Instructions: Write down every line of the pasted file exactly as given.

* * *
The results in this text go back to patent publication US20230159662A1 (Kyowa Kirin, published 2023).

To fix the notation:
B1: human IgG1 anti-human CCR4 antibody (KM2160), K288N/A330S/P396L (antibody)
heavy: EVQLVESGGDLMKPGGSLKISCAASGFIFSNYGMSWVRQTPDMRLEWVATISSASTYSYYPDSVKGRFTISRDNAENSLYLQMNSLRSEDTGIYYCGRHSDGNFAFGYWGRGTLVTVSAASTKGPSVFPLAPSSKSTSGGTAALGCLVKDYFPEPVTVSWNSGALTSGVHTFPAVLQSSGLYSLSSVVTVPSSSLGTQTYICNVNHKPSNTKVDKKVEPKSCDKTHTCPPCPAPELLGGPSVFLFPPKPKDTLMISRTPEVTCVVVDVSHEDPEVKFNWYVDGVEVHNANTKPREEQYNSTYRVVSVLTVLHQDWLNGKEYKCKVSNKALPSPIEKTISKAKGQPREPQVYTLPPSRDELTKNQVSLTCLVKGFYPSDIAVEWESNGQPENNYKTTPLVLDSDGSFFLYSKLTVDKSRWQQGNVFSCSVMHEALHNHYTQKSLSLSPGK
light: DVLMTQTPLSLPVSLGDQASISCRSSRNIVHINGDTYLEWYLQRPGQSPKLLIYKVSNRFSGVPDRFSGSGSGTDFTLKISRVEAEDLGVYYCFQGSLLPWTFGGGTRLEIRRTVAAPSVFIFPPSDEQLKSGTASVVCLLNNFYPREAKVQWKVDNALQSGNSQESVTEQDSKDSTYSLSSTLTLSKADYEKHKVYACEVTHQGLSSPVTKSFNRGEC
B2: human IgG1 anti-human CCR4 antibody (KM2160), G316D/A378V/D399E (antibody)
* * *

The results in this text go back to patent publication US20230159662A1 (Kyowa Kirin, published 2023).

To fix the notation:
B1: human IgG1 anti-human CCR4 antibody (KM2160), K288N/A330S/P396L (antibody)
heavy: EVQLVESGGDLMKPGGSLKISCAASGFIFSNYGMSWVRQTPDMRLEWVATISSASTYSYYPDSVKGRFTISRDNAENSLYLQMNSLRSEDTGIYYCGRHSDGNFAFGYWGRGTLVTVSAASTKGPSVFPLAPSSKSTSGGTAALGCLVKDYFPEPVTVSWNSGALTSGVHTFPAVLQSSGLYSLSSVVTVPSSSLGTQTYICNVNHKPSNTKVDKKVEPKSCDKTHTCPPCPAPELLGGPSVFLFPPKPKDTLMISRTPEVTCVVVDVSHEDPEVKFNWYVDGVEVHNANTKPREEQYNSTYRVVSVLTVLHQDWLNGKEYKCKVSNKALPSPIEKTISKAKGQPREPQVYTLPPSRDELTKNQVSLTCLVKGFYPSDIAVEWESNGQPENNYKTTPLVLDSDGSFFLYSKLTVDKSRWQQGNVFSCSVMHEALHNHYTQKSLSLSPGK
light: DVLMTQTPLSLPVSLGDQASISCRSSRNIVHINGDTYLEWYLQRPGQSPKLLIYKVSNRFSGVPDRFSGSGSGTDFTLKISRVEAEDLGVYYCFQGSLLPWTFGGGTRLEIRRTVAAPSVFIFPPSDEQLKSGTASVVCLLNNFYPREAKVQWKVDNALQSGNSQESVTEQDSKDSTYSLSSTLTLSKADYEKHKVYACEVTHQGLSSPVTKSFNRGEC
B2: human IgG1 anti-human CCR4 antibody (KM2160), G316D/A378V/D399E (antibody)